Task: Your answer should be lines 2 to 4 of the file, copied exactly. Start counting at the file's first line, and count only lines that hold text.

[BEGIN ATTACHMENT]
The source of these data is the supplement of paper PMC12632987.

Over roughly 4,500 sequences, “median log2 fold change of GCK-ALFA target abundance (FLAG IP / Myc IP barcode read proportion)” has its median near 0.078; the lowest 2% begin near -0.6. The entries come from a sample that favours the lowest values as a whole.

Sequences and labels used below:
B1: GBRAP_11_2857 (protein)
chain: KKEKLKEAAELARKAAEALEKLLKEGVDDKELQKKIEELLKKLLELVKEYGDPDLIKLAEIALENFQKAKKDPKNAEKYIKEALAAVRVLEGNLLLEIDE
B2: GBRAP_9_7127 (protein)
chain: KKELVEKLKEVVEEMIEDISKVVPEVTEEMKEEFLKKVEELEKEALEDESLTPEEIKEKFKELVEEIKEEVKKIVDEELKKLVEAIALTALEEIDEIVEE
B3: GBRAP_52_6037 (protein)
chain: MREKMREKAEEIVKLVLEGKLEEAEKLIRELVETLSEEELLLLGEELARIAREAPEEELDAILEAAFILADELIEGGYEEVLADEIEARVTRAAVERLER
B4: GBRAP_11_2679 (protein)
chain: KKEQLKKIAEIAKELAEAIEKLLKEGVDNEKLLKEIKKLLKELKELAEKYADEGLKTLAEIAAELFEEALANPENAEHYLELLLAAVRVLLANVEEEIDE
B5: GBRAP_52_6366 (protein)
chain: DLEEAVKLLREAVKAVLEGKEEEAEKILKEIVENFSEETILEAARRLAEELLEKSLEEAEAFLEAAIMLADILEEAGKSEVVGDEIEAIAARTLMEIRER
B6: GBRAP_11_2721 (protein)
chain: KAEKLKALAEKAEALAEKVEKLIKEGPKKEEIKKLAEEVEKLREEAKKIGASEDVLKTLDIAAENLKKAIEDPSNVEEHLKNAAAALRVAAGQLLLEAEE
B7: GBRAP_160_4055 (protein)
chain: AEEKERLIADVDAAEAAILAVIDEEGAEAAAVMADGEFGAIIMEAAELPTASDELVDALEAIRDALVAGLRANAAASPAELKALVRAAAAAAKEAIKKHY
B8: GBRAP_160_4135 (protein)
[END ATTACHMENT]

Over roughly 4,500 sequences, “median log2 fold change of GCK-ALFA target abundance (FLAG IP / Myc IP barcode read proportion)” has its median near 0.078; the lowest 2% begin near -0.6. The entries come from a sample that favours the lowest values as a whole.

Sequences and labels used below:
B1: GBRAP_11_2857 (protein)